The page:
Construction on the Santa Corona church was begun in 1261 by the Blessed (Beato) Bishop Bartolomeo di Breganze to house a thorn from the supposed relic of the crown (corona) of thorns forced on Jesus during his passion. The thorn had been given to this bishop as a gift from Louis IX of France. The church belonged to the Dominican order until suppression during the Napoleonic era.
The church has an altarpiece depicting, the Baptism of Christ (1500-1502) by Giovanni Bellini. The Thiene chapel has frescos by Michelino da Besozzo, and an altarpiece depicting an Enthroned Madonna and child venerated by Saints Peter and Pius V by Gianbattista Pittoni. Other works in the church include an Adoration of the Magi’’ by Veronese, a Madonna of the Star‘ by Marcello Fogolino, a St Mary Magdalen with Saints Jerome, Paola and Monica, (1414-1415) by Bartolomeo Montagna, a canvas depicting St Anthony and friars distributing alms to poor (1518) by Leandro Bassano, and two canvases with depictions of St Sebastian and St Martin by Battista da Vicenza.
After the death of one of his patrons, Antonio Valmarana, likely in 1576, Palladio designed this funereal chapel. Santa Corona had already been the church were other members of the family had been interred. Ten years earlier, Palladio had designed the Palazzo Valmarana in town for the family. The chapel was constructed by 1597, and family members transferred here. While there is no documentary evidence linking this design to Palladio, it highly resembles his chapels found at the Il Redentore in Venice.References:
Augustusburg Palace represents one of the first examples of Rococo creations in Germany. For the Cologne elector and archbishop Clemens August of the House of Wittelsbach it was the favourite residence. In 1725 the Westphalian architect Johann Conrad Schlaun was commissioned by Clemens August to begin the construction of the palace on the ruins of a medieval moated castle.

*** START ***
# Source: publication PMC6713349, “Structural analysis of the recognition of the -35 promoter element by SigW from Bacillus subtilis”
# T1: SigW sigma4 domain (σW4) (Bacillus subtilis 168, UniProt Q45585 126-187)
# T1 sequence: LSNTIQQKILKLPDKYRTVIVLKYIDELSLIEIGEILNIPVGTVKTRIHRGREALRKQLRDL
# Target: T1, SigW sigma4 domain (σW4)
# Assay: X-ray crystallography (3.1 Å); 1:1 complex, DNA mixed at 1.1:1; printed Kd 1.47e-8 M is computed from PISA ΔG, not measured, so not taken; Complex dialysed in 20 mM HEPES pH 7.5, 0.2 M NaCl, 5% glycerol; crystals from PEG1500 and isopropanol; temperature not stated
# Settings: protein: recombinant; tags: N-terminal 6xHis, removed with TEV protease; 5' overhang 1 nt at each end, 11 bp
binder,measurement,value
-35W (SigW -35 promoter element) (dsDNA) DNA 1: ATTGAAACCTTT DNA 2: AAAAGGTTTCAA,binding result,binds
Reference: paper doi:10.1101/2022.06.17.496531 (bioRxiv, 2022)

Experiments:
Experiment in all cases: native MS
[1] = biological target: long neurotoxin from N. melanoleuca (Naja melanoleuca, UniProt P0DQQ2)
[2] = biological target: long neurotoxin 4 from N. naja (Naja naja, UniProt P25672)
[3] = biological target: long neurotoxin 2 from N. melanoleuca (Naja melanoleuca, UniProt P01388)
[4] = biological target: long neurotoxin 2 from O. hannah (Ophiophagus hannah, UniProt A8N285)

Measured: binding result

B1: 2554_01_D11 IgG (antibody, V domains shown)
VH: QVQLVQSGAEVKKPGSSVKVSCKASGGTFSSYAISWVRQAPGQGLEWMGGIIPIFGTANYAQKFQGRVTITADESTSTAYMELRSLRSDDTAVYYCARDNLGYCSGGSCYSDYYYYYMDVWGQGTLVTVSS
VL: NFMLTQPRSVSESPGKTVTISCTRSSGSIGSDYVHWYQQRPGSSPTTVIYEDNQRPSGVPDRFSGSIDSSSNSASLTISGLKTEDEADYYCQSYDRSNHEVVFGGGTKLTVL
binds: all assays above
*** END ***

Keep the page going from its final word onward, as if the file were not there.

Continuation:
In 1728, the Bavarian court architect François de Cuvilliés took over and made the palace into one of the most glorious residences of its time. Until its completion in 1768, numerous outstanding artists of European renown contributed to its beauty. A prime example of the calibre of artists employed here is Balthasar Neumann, who created the design for the magnificent staircase, an enchanting creation full of dynamism and elegance. The magical interplay of architecture, sculpture, painting and garden design made the Brühl Palaces a masterpiece of German Rococo.
UNESCO honoured history and present of the Rococo Palaces by inscribing Augustusburg Palace – together with Falkenlust Palace and their extensive gardens – on the World Heritage List in 1984. From 1949 onwards, Augustusburg Palace was used for representative purposes by the German Federal President and the Federal Government for many decades.
In 1728, Dominique Girard designed the palace gardens according to French models. Owing to constant renovation and care, it is today one of the most authentic examples of 18th century garden design in Europe. Next to the Baroque gardens, Peter Joseph Lenné redesigned the forested areas based on English landscaping models. Today it is a wonderful place to have a walk.